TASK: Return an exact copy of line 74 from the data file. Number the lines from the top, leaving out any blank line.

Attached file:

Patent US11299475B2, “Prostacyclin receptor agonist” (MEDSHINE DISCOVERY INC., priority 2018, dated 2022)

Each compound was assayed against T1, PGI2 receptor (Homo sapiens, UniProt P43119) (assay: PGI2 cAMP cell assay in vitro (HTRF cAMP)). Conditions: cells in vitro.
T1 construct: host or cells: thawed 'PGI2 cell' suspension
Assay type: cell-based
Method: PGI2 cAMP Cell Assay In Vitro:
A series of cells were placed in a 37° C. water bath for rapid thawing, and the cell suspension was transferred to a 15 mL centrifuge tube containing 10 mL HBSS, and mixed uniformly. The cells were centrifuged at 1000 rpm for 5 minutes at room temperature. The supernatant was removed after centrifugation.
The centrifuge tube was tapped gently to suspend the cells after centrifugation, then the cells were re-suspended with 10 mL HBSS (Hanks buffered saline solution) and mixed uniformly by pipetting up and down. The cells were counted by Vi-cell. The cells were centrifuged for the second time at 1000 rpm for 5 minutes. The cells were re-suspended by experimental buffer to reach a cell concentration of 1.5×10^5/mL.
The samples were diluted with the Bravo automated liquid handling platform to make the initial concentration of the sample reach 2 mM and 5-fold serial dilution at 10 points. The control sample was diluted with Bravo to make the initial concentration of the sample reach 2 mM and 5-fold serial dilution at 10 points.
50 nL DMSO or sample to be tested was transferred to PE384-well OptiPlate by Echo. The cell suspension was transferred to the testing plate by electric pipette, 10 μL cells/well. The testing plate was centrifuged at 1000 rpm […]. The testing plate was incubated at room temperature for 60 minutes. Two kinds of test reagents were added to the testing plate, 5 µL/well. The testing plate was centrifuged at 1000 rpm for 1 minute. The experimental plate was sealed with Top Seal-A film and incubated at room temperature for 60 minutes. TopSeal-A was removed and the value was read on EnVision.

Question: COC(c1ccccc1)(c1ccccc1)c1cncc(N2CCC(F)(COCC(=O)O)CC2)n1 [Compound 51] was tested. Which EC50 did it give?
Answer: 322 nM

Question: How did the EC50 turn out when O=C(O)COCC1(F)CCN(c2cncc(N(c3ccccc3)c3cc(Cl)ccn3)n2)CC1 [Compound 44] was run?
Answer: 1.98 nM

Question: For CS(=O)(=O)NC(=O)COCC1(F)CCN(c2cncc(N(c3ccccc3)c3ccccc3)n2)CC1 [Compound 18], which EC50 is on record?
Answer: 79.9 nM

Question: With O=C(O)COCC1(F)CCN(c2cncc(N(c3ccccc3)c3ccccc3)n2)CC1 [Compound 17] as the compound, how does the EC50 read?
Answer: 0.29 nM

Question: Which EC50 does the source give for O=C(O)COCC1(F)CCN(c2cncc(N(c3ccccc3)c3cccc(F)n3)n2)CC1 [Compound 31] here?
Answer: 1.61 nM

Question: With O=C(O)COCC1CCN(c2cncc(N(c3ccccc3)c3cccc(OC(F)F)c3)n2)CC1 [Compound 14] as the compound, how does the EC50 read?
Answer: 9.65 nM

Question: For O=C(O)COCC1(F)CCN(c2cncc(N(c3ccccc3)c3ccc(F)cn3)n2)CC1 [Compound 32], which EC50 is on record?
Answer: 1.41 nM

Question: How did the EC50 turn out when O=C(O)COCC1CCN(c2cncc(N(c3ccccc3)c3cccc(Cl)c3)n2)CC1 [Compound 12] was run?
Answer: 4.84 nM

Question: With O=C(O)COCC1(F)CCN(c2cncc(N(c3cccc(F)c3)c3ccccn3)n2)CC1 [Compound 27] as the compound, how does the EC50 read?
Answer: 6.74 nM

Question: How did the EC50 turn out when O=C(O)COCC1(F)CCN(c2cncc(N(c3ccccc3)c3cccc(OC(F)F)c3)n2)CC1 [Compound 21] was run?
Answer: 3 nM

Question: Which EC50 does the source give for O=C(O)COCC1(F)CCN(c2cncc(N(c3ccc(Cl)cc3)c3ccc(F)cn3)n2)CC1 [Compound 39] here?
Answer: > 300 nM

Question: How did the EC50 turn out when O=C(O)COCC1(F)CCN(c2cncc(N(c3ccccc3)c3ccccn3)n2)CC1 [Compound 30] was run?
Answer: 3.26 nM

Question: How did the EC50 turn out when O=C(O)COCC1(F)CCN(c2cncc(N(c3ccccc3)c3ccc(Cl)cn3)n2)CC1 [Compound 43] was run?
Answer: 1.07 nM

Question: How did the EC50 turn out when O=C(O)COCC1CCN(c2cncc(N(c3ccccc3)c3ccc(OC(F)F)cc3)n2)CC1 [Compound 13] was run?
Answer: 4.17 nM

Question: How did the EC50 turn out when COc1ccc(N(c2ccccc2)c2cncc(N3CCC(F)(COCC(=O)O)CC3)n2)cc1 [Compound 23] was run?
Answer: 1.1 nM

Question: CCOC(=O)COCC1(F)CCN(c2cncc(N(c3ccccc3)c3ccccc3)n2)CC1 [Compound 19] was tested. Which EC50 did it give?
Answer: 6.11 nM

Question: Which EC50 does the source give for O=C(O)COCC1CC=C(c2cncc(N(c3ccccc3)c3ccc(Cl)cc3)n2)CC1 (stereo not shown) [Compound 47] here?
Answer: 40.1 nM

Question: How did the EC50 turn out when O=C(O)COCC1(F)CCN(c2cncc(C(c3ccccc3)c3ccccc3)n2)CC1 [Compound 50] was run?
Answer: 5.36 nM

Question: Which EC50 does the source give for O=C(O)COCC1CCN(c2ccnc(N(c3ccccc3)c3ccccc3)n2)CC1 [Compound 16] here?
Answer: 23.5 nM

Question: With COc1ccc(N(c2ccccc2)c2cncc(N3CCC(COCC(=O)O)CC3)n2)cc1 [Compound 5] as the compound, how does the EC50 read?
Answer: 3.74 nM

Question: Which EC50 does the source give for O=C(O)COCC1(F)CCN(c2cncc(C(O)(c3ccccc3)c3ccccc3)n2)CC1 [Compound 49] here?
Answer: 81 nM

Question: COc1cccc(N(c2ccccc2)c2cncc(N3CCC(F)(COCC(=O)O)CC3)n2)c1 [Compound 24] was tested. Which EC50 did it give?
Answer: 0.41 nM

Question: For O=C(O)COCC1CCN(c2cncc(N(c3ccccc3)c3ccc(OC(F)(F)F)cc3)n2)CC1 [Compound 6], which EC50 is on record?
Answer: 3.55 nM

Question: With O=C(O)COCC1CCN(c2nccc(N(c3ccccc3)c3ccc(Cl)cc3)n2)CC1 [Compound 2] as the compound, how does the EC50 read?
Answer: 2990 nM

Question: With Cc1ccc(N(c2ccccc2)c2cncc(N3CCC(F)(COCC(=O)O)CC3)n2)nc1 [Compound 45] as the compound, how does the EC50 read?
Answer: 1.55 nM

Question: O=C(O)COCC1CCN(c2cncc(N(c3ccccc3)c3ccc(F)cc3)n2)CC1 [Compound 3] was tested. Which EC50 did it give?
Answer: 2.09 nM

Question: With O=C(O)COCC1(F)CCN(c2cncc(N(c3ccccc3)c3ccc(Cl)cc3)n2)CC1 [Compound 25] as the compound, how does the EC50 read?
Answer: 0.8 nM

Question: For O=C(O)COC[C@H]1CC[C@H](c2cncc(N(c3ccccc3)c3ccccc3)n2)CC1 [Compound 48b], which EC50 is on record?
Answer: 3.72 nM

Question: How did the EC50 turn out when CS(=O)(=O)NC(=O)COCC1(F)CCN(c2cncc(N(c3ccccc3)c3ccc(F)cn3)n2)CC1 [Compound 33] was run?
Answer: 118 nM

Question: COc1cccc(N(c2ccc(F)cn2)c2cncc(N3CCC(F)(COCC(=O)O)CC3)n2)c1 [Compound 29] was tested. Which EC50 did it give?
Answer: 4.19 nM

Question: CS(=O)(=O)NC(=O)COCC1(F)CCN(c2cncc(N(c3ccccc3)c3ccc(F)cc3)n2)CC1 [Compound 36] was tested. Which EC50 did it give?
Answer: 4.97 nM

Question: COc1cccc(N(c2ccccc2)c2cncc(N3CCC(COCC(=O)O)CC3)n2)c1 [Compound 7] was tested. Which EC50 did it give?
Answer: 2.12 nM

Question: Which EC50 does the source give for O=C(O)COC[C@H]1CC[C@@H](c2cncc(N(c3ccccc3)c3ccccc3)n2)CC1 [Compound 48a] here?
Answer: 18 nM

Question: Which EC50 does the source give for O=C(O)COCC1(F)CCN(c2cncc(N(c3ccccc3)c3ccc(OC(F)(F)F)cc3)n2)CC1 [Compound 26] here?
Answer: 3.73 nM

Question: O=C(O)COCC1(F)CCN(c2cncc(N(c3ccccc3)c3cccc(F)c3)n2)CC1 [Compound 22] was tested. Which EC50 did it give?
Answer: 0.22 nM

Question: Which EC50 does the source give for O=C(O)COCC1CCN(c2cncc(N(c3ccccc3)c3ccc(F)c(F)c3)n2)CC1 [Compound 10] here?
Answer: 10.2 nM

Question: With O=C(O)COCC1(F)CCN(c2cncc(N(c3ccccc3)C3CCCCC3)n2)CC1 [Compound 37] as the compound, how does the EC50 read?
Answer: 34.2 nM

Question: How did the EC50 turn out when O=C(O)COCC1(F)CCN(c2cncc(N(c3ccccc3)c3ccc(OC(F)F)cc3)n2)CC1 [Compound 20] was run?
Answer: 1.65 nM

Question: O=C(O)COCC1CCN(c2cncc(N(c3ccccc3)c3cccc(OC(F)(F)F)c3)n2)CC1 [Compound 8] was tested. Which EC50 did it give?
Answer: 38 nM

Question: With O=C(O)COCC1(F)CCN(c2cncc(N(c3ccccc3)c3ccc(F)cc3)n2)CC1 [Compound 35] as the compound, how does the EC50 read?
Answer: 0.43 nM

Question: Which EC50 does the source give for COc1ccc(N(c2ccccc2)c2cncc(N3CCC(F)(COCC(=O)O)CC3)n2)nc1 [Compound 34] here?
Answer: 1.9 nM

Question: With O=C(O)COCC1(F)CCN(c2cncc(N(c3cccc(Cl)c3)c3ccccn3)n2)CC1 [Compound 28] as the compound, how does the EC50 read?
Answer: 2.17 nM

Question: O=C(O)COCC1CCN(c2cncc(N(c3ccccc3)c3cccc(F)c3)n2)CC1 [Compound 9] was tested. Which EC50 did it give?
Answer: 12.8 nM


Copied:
Question: Which EC50 does the source give for O=C(O)COC[C@H]1CC[C@@H](c2cncc(N(c3ccccc3)c3ccccc3)n2)CC1 [Compound 48a] here?